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Notice of Recorded Lien in California – When the Name is Not The Same, it is not Notice, & the Lien Does Not Apply

The general rule is that a bona fide purchaser of California real estate for value who acquires their interest in the property without knowledge or notice of another’s rights or interest in the property takes the property free of such unknown interests. The usual way a purchaser receives notice is through recorded documents – mostly learned about in California by receiving a Preliminary Title Report, which the buyer receives if they are going to obtain title insurance. The way to research recorded documents is through the index – the recorder indexes documents by the names of the parties. The buyer’s title insurer searches for the names listed in the owner’s deed But sometimes the recorded documents do not all have the exact same names but some variation thereof. In a recent decision, when it came to names, the court said close, but no banana (some might say cigar). The buyer obtained the property free and clear of plaintiff’s liens because then names were not close enough and they did not have notice.

Sacramento-real-estate-attorneyIn Vasquez v. LBS Financial Credit Union, LBS had recorded Abstracts of Judgment against “Wilbert G. Guerrero.” Years later The Vasquezes bought property from “Guillermo Guerrero,” who was the same individual subject to the judgment. In the Guerrero – Vasquez purchase & sale documents were numerous versions of Guerrero’s name, including one handwritten reference in the 10-page purchase agreement to the name Wilbert Guillermo Guerrero. Guerrero’s cursive signature on page 10 appears to be either “Guillermo Guerrero” or “Guillermo Guerrero W.” The name “Wilbert Guillermo Guerrero” is handwritten below Guerrero’s signature, where the form specifies to “[p]rint name. In the counteroffer Guerrero signed the acknowledgment and acceptance twice. One signature appears to be “Guillermo Guerrero W.,” and the second appears to have the same signature, except it is not discernable whether the name is followed by a “W.” “Guillermo Guerrero. The Title report stated the Guerreros’ interest in the property was vested in “Guillermo Wilbert Guerrero and Laura Olivia Guerrero, husband and wife as joint tenants.” The report identified a deed of trust in the amount of $198,000 to secure a note for borrowers “Guillermo Wilbert Guerrero and Laura Olivia Guerrero, husband and wife as joint tenants.” The report also identified three tax liens against “Guerrero[,] Guillermo” and a 2008 abstract of judgment for $16,312.38 against “Guerrero Construction and Development, Inc. and Guillermo Guerrero.” The preliminary title report did not identify the LBS abstracts. LBS wanted their money, and this lawsuit ensued.

The Court first noted that the bona fide purchaser without notice may seek a legal determination through a quiet title action that the title it obtained remains free and clear of any adverse interest in the property. Constructive notice of a lien or other interest in property arises from the proper recording of that interest.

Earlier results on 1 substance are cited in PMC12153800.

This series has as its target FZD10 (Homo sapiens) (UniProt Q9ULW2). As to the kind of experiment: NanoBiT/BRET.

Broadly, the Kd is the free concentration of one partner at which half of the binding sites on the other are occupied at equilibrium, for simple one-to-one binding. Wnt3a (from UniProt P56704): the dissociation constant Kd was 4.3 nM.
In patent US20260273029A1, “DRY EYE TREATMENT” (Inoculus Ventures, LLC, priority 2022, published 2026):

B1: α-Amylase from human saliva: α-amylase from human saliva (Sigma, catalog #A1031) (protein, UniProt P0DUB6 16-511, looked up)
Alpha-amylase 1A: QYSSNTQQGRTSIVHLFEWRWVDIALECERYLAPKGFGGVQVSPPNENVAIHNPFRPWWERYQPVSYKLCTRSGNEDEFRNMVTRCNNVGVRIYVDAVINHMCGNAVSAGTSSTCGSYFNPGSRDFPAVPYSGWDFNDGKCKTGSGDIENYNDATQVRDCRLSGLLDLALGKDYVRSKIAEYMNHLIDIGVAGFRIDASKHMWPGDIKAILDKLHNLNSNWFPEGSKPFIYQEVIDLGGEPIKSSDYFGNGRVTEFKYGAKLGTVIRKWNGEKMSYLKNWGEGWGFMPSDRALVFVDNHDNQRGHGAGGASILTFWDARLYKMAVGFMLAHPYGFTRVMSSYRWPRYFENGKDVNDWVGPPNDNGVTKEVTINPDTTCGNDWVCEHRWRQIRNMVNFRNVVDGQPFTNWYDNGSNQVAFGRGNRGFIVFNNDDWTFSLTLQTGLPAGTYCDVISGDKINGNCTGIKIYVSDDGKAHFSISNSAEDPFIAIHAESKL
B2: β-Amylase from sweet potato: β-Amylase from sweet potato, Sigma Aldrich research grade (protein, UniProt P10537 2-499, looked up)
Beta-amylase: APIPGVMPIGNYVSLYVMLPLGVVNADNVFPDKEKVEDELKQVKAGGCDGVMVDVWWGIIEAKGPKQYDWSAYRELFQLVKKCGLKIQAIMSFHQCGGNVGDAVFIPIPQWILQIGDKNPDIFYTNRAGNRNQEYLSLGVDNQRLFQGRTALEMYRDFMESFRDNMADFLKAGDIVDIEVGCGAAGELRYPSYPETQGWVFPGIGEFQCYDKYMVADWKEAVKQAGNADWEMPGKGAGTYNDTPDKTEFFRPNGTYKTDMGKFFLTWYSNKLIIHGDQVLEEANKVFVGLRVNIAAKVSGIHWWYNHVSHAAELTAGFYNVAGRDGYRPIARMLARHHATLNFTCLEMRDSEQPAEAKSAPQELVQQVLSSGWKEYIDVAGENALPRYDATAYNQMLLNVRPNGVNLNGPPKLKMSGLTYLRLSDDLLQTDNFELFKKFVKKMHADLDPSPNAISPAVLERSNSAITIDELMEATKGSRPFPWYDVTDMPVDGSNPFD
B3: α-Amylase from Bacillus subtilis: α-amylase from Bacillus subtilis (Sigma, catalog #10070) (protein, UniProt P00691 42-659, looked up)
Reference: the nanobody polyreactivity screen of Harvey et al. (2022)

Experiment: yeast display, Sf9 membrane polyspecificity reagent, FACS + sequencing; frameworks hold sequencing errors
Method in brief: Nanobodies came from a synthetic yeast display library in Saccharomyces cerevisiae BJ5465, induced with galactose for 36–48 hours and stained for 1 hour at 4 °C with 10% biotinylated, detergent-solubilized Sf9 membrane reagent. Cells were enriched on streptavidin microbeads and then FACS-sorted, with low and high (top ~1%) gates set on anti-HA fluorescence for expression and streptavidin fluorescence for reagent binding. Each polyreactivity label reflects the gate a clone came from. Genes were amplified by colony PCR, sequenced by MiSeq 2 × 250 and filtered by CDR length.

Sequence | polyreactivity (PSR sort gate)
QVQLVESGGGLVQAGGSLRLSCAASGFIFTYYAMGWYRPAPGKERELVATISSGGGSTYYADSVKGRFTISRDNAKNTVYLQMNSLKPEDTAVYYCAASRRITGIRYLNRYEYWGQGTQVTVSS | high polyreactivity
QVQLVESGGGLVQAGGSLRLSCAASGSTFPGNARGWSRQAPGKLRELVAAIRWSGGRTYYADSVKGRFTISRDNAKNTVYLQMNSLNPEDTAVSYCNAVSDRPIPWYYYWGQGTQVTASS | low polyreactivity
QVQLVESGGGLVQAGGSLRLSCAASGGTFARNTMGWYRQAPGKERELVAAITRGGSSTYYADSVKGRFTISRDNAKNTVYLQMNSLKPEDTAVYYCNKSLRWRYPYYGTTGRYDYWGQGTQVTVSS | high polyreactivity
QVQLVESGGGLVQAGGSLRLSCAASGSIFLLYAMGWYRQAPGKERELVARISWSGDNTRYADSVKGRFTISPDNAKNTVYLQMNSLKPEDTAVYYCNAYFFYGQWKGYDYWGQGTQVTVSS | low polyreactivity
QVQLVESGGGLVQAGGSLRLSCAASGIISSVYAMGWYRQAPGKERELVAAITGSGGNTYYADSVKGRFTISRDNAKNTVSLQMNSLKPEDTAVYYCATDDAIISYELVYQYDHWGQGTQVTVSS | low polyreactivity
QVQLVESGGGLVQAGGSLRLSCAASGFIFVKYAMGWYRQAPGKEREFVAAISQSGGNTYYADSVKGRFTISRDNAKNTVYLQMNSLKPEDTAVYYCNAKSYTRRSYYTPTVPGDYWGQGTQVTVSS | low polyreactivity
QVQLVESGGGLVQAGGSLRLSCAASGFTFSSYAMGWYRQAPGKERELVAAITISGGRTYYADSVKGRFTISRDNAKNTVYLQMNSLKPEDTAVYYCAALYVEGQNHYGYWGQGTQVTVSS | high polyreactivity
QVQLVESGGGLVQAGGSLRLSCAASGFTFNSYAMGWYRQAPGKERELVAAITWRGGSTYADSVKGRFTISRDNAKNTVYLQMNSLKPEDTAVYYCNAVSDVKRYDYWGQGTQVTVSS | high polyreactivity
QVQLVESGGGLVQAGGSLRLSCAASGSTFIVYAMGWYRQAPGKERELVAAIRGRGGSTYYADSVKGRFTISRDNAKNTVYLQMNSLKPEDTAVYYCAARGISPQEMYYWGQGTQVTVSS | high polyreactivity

Sacramento-real-estate-recording-attorneyThe law conclusively presumes that a party acquiring property has notice of the contents of a properly recorded document affecting such property; ( Civ. Code, § 1213) “The party has constructive notice of only those matters that could be located by a diligent title search.” The key is indexing of the documents – it depends upon proper indexing because a subsequent purchaser should be charged only with notice of those documents which are locatable by a search of the proper indexes.
A purchaser may also have constructive notice of a fact affecting his or her property rights where the purchaser “ ‘has knowledge of circumstances which, upon reasonable inquiry, would lead to that particular fact.’

Sacramento-real-estate-deed-attorneyIn addition, notice of an adverse interest may be imputed to a purchaser from knowledge acquired by her or his agent acting within the course and scope of the agent’s authority.
Here, LBS did not dispute that Vasquez did not have notice from recorded documents. It argued that they had actual notice due to Guerrero’s use of the first name Wilbert because the purchase agreement contained the handwritten name Wilbert Guillermo Guerrero on page 10. The Court said no, and listed the evidence that indicated otherwise:

-Guerrero signed the purchase agreement and the counteroffer as Guillermo Guerrero or Guillermo Guerrero W.
-the typed name Guillermo Guerrero is listed three times on the counteroffer.
-some form of Guillermo Guerrero appears repeatedly on the documents in the chain of title and those relating to the sale of the Domo property to the Vasquezes, without any other reference to Wilbert as a first name.
-The name Guillermo Guerrero appears on the grant deeds recorded in 1999 and 2015,
-the name Guillermo Wilbert Guerrero is on the grant deed recorded in 2004.
-The additional escrow instructions bear the typed name Guillermo Guerrero, and Guerrero signed his name as Guillermo Guerrero W. Guerrero’s statement of information lists the seller as Guillermo Guerrero and was signed as Guillermo Guerrero W.
-The preliminary title report states title to the property is to be vested in “Guillermo Wilbert Guerrero and Laura Olivia Guerrero.”
-The preliminary title report also lists three tax liens against Guerrero Guillermo and an abstract of judgment recorded against “Guerrero Construction and Development, Inc. et al. and Guillermo Guerrero.”

LBS did not collect its judgment.